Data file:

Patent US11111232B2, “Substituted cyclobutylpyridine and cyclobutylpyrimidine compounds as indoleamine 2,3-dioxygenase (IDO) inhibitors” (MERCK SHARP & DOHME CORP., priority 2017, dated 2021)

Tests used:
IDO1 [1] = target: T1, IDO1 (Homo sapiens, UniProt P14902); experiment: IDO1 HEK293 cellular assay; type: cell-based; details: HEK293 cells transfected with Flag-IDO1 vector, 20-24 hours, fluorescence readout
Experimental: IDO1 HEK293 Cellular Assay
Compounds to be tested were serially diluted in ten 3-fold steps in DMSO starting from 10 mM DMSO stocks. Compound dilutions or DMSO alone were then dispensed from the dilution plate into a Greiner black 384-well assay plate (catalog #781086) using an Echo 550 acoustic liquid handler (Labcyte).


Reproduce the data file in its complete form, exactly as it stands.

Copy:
Patent US11111232B2, “Substituted cyclobutylpyridine and cyclobutylpyrimidine compounds as indoleamine 2,3-dioxygenase (IDO) inhibitors” (MERCK SHARP & DOHME CORP., priority 2017, dated 2021)

Tests used:
IDO1 [1] = target: T1, IDO1 (Homo sapiens, UniProt P14902); experiment: IDO1 HEK293 cellular assay; type: cell-based; details: HEK293 cells transfected with Flag-IDO1 vector, 20-24 hours, fluorescence readout
Experimental: IDO1 HEK293 Cellular Assay
Compounds to be tested were serially diluted in ten 3-fold steps in DMSO starting from 10 mM DMSO stocks. Compound dilutions or DMSO alone were then dispensed from the dilution plate into a Greiner black 384-well assay plate (catalog #781086) using an Echo 550 acoustic liquid handler (Labcyte).